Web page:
Saturday, April 13, 2024

OUR CARIBBEAN: Guyana/Venezuela row

Date:

Share post:

HISTORICALLY, all member states of our Caribbean Community have been supportive of Guyana’s demarcated sovereign territory of 83 000 square miles in opposition to disputed claims by neighbouring Venezuela.

Now, with new and recurring territorial threats from the government of Venezuela – evidently designed to scare away identified and potential major investors from both the US and Canada – the administration in Caracas is once again engaged in the dangerous game of beating war drums, fortified by its evident militaristic advantages against Guyana.

But CARICOM governments seem unable, or unwilling, to go beyond the traditional expression of “support” for Guyana’s commitment to a peaceful resolution. For a start, instead of, for instance, publicly urging both sides to actively pursue a judicial path with involvement of the United Nations Secretary General.

If we skip the histrionics and the political bubbles being expediently spread out of Caracas, and at times Guyana as well, then all governments, and those in the Caribbean/Latin American region in particular, should know that the most effective role they could, and should play, at this time, is to lean on UN Secretary General Ban Ki-Moon to seek a judicial settlement to this colonial-imbeded 19th century territorial dispute.

It is simply bizarre, in the current circumstances, for either the CARICOM bloc of countries or even the wider Community of Caribbean and Latin American States (CELAC), to offer endless muted suggestions for “peaceful negotiations” for a resolution of this colonially inherited dispute, more so in the face of Guyana being openly blackmailed, economically, by Venezuela’s open hostility in scaring away substantial potential foreign investments.

With the notable exception of the administration of the late dynamic visionary President Hugo Chavez – who had pursued a genuine friendship route with Guyana, consistent with his commitment to peaceful development and unity in this hemisphere – various Caracas administrations have kept alive claims to no less than two thirds of Guyanese 83 000 square miles of territory, located primarily in the sprawling Essequibo region with known richness in gold, diamond, petroleum and forest resources.

When both Venezuela’s President, Nicolas Maduro, and his Guyanese counterpart, David Granger, held their meetings in New York that coincided with the ceremonial start of the current session of the United Nations General Assembly, they both went on record as favouring a judicial approach o resolving this horrible irritant to the expressed desires for a “peaceful resolution” to this territorial dispute.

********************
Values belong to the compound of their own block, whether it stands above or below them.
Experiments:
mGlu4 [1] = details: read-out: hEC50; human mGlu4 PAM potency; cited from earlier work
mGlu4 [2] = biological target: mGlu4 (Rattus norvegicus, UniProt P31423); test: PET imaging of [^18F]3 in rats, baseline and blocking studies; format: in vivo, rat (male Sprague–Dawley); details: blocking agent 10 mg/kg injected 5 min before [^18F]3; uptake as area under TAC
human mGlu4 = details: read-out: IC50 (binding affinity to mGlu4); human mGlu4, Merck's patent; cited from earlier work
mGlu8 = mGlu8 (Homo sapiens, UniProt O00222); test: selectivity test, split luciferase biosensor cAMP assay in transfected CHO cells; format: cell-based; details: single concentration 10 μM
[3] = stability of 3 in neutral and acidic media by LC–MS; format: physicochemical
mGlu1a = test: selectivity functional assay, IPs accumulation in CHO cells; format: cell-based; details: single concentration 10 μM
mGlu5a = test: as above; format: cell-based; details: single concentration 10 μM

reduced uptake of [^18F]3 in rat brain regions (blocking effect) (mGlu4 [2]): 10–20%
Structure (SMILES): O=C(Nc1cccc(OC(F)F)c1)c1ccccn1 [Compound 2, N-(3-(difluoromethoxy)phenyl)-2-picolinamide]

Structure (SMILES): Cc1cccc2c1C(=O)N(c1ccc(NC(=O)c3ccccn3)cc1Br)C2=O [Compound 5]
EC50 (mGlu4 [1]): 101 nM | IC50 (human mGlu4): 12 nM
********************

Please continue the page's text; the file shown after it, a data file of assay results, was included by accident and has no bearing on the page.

If they have indeed gone beyond public relations blurbs and outlined a mutually agreed written draft action plan for the UN Secretary General’s active involvement as mediator in the process, then the people of Guyana and Venezuela should be so informed.

After all, the entire future of the Guyanese nation is at stake. The “diplomacy” must be as transparent as ever, right up to when the world court becomes actively involved in seeking a judicial settlement. Further, the governments in both Georgetown and Caracas must be seen to be actively involving their respective authentic parliamentary opposition in the negotiating processes leading up to the terms of reference, or mandate for action by the UN Secretary General on behalf of the two countries involved.

Such an approach, it is felt, could remove prevailing cynicism resulting from the parrot-like expedient calls from both Presidents Maduro and Granger for the UN to be involved in negotiations for a judicial settlement.

That, basically, is a return to what has long been already deemed in the 19th century by an international tribunal that offered “a full and final settlement” in recommending Guyana’s prevailing demarcated territorial boundaries.

After the tortuous political developments, including military incursions and economic blackmail affecting Guyana – prior to and since independence, the way forward is open diplomacy not secretive, double-edged approaches.

Rickey Singh is a noted Caribbean journalist.

LEAVE A REPLY

Please enter your comment!
Please enter your name here

Related articles

New route for Grand Kadooment

Masqueraders will be parading on a new route on Grand Kadooment day. That was announced during the Crop Over...

Gastro on the rise while dengue cases drop

Dengue fever cases continue to decline but the numbers are still above the outbreak threshold. In its most recent...

IMF managing director selected for second term

WASHINGTON - The International Monetary Fund's (IMF) executive board on Friday selected Bulgarian economist Kristalina Georgieva to serve...

RiRi reveals fantasy plastic surgery

Rihanna revealed the “fantasy” plastic surgery procedure that she’s tempted to have done during a recent interview. The 36-year-old...